Weather of the Century: Part 3

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MongoDB
March 03, 2015
Category: Business

Previously in this series

In part one of this series we introduced NOAA, the ISD data set, and the way we transformed the ISD data from a packed ASCII storage format into a MongoDB collection.

In part two we examined the Weather of the Century app, which uses the ISD to display weather information all over the globe, from any point in time, on the Google Earth browser plugin. We discussed the queries the app uses in detail to get a sense for how MongoDB works with this data.

Now, in part three, we're going to get into the ops side of things. We’ll use the ISD data set to explore two very different kinds of MongoDB deployments, starting with an overview and a comparison of bulk loading performance. In our next installment, we'll look at how they can handle queries in production.

Let's review of the data we're dealing with.

Data Recap

Each record in the ISD data set is a single surface weather observation, composed of some identifying information such as the observation station ID, the time, and location of the observation, some mandatory fields including air temperature and pressure, and potentially hundreds of optional fields such as "total opaque coverage", which according to the 132 page data format guide is "the fraction of the total celestial dome covered by opaque clouds or other obscuring phenomena".

In MongoDB, weather observations are stored in a collection as a single document like this:

{
  "st" : "u725053",
  "ts" : ISODate("2013-06-03T22:51:00Z"),
  "position" : {
    "type" : "Point",
    "coordinates" : [
        -96.4,
        39.117
    ]
  },
  "elevation" : 231,
  "airTemperature" : {
      "value" : 21.1,
      "quality" : "1"
  },
  "sky condition" : {
    "cavok": "N",
    "ceilingHeight": {
        "determination": "9",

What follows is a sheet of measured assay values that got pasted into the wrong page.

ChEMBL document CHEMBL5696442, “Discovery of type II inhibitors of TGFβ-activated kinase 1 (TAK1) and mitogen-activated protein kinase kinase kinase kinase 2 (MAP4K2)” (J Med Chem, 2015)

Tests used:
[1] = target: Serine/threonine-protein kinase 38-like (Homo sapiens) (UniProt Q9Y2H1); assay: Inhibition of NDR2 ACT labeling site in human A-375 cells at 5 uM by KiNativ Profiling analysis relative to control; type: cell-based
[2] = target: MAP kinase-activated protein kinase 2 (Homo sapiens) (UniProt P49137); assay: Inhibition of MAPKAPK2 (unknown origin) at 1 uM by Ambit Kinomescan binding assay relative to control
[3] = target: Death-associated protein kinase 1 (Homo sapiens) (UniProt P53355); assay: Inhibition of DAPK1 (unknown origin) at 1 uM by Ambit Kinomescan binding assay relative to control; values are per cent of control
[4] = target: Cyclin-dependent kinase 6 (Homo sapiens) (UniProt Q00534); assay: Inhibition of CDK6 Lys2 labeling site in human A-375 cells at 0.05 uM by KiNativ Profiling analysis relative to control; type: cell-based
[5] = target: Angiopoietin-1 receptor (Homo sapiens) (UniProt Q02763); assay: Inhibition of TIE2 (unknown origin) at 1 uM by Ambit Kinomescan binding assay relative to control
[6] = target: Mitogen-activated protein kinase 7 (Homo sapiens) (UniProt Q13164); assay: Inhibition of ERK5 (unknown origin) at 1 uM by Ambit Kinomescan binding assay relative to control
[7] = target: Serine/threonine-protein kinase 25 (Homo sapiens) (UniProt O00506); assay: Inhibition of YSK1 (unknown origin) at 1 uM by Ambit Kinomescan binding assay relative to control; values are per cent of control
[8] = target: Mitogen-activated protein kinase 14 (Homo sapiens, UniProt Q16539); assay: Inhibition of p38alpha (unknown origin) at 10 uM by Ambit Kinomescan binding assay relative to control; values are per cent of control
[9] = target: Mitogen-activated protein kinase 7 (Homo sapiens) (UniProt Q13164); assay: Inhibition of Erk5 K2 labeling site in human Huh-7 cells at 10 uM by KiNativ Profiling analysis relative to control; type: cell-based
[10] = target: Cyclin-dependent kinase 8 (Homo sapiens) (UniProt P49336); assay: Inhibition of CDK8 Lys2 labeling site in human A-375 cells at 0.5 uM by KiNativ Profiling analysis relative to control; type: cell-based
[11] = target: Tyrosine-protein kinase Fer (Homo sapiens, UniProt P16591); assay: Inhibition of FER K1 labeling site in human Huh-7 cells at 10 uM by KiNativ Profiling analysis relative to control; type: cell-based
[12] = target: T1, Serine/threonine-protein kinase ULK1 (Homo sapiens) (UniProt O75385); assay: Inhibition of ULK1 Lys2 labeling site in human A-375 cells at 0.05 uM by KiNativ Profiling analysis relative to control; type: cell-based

"quality": "1",
        "value": 1433
    }
  }
  "atmosphericPressure" : {
      "value" : 1009.7,
      "quality" : "5"
  }
  [etc]
}

With 2.5 billion observations, at roughly 1.6k per document, plus indexes, the total storage needed for the data is about 4.5TB. While the bar for “Big Data” is set higher every year, at the present moment, those numbers certainly rate at least "Moderately Big Data". By considering the graph below, which displays the data set growth rate over time, and considering that NOAA is adding more stations, integrating more data sets from partners, and will eventually add non-surface weather data, it's easy to imagine this data growing by an order of magnitude in the next decade.

A Big-Data Playground, and a Big Data-Playground

Besides just being a large data set, you can ask all the weather data for the past 115 years some pretty fun questions. What's the biggest one-day temperature swing in recorded history? Has it ever snowed in Miami? How much of the globe is covered with clouds at any given time, on average? What's the deviation there? These properties of the ISD give us a great opportunity to explore the performance implications of deploying MongoDB in different ways. André Spiegel, Consulting Engineer at MongoDB, did exactly that, and presented his findings in a talk at MongoDB World 2014.

The methodology of putting his experiment together was different than typical capacity planning, where you target a specific throughput and latency. It was purely an experiment in what kind of performance could be squeezed out of two very different deployments of MongoDB, and the results are quite illuminating.

The Deployments

André wanted to demonstrate how MongoDB performs at tasks involving the ISD when scaled either vertically or horizontally. To provide some structure, he confined his deployments to AWS and chose from the options they offer. To make referring to them easier, we'll give them both fun names.

The Death Star: One Single Server with a Really Big Disk

It used to be that vertical scaling was the only option, and today it remains viable in many cases. For our vertically scaled deployment, André used a i2.8xlarge instance, the largest of the instance types optimized for storage and I/O. That instance type has 32 vCPUs, 251GB of RAM, and 8 x 800GB SSD instance storage devices, which André assembled into one giant 6TB volume.